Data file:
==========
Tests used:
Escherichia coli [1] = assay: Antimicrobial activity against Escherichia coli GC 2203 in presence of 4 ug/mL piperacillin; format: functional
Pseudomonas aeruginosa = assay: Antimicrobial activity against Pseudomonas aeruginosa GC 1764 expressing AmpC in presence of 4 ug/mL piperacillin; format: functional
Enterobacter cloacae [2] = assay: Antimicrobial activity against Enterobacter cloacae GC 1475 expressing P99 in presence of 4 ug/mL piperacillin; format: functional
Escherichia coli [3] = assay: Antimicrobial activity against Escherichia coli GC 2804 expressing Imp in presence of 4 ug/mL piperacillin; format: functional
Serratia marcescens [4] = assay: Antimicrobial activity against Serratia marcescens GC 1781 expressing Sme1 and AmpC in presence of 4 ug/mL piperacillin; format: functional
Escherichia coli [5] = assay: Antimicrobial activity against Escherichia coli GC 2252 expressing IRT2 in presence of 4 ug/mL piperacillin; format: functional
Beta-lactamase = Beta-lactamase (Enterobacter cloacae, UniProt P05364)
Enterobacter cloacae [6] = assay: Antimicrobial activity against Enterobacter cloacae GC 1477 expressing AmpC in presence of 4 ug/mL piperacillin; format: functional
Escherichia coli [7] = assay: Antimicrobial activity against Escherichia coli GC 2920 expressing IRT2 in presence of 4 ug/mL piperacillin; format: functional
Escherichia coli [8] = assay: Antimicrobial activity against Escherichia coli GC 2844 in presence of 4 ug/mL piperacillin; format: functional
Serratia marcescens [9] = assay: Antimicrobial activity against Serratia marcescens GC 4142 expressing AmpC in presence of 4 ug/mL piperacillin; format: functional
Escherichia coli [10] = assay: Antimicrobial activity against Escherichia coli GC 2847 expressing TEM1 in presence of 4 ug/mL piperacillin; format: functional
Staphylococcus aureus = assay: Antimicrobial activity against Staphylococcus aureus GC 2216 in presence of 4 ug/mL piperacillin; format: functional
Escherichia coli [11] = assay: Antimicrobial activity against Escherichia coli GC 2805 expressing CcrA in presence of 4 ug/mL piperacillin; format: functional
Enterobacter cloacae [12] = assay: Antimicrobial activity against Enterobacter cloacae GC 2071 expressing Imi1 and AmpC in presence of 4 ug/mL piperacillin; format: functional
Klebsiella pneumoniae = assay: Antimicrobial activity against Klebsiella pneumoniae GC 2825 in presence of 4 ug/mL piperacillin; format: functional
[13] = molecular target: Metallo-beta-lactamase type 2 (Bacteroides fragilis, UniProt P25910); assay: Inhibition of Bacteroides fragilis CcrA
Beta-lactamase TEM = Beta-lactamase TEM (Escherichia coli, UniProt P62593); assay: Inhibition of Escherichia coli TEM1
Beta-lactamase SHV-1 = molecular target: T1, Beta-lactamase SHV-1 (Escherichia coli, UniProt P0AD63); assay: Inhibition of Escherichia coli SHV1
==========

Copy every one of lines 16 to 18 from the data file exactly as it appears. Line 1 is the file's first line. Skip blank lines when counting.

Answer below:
Enterobacter cloacae [12] = assay: Antimicrobial activity against Enterobacter cloacae GC 2071 expressing Imi1 and AmpC in presence of 4 ug/mL piperacillin; format: functional
Klebsiella pneumoniae = assay: Antimicrobial activity against Klebsiella pneumoniae GC 2825 in presence of 4 ug/mL piperacillin; format: functional
[13] = molecular target: Metallo-beta-lactamase type 2 (Bacteroides fragilis, UniProt P25910); assay: Inhibition of Bacteroides fragilis CcrA